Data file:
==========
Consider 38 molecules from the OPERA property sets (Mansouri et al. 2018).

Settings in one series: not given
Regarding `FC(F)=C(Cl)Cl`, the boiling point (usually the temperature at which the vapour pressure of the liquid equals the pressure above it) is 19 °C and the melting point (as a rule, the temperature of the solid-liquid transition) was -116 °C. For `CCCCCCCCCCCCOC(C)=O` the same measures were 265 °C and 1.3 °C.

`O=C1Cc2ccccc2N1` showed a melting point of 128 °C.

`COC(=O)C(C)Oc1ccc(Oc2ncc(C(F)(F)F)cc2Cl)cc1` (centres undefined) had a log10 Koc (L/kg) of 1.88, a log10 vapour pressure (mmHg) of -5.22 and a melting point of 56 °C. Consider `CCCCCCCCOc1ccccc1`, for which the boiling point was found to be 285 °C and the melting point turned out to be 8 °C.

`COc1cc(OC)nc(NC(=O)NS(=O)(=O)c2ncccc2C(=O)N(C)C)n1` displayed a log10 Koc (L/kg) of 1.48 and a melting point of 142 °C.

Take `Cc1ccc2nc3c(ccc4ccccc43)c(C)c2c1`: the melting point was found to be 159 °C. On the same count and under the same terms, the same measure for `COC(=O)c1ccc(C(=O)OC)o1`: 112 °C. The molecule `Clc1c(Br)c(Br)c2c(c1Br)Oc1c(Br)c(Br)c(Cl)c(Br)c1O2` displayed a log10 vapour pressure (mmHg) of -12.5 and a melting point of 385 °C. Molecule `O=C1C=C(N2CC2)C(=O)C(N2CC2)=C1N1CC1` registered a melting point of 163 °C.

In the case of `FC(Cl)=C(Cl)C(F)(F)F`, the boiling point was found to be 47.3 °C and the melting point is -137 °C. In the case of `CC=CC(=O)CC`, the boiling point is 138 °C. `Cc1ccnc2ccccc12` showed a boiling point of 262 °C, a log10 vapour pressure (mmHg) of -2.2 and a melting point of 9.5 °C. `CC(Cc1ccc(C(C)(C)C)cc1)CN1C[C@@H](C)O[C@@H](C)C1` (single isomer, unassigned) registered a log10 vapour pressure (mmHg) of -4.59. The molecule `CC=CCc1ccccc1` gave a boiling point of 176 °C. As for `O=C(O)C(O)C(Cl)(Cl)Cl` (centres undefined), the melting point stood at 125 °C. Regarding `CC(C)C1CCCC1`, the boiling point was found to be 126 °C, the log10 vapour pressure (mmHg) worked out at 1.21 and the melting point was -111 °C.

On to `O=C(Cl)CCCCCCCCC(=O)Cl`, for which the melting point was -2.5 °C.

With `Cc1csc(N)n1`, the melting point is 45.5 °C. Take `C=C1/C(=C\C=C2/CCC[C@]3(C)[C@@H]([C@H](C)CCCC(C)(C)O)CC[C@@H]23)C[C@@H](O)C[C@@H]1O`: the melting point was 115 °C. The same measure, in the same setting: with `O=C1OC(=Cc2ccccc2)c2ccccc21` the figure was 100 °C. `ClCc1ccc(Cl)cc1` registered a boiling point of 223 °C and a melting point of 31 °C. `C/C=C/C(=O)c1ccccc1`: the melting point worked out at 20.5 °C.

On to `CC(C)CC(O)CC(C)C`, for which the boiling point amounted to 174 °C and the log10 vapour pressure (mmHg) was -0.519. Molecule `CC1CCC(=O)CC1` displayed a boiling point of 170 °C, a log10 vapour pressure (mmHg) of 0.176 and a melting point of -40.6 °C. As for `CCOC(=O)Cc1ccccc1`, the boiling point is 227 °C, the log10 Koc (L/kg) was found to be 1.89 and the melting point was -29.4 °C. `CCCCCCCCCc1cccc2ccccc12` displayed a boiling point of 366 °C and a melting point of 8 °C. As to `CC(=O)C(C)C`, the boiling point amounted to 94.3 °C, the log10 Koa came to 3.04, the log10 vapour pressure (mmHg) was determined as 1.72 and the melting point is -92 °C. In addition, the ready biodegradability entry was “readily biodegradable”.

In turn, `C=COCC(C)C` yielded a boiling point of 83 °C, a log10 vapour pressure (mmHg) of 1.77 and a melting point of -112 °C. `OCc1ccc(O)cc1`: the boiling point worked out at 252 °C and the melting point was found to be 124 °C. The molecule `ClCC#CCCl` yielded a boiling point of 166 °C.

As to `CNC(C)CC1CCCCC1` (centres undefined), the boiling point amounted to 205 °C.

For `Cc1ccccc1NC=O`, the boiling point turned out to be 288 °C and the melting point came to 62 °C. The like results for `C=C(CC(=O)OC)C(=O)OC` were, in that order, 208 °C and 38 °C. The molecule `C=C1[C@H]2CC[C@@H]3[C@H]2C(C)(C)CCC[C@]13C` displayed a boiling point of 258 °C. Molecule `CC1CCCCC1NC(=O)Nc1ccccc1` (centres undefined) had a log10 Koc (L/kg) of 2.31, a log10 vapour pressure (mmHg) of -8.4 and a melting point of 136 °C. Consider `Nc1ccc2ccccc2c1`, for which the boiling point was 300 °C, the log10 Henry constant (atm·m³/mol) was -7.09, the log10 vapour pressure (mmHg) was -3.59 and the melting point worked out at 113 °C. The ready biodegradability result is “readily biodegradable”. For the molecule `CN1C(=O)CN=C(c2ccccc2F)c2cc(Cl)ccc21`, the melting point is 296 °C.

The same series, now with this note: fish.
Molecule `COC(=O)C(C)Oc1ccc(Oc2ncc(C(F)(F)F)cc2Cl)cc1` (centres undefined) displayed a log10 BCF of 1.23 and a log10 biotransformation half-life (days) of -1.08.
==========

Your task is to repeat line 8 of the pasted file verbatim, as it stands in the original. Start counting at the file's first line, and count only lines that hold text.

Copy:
In the case of `FC(Cl)=C(Cl)C(F)(F)F`, the boiling point was found to be 47.3 °C and the melting point is -137 °C. In the case of `CC=CC(=O)CC`, the boiling point is 138 °C. `Cc1ccnc2ccccc12` showed a boiling point of 262 °C, a log10 vapour pressure (mmHg) of -2.2 and a melting point of 9.5 °C. `CC(Cc1ccc(C(C)(C)C)cc1)CN1C[C@@H](C)O[C@@H](C)C1` (single isomer, unassigned) registered a log10 vapour pressure (mmHg) of -4.59. The molecule `CC=CCc1ccccc1` gave a boiling point of 176 °C. As for `O=C(O)C(O)C(Cl)(Cl)Cl` (centres undefined), the melting point stood at 125 °C. Regarding `CC(C)C1CCCC1`, the boiling point was found to be 126 °C, the log10 vapour pressure (mmHg) worked out at 1.21 and the melting point was -111 °C.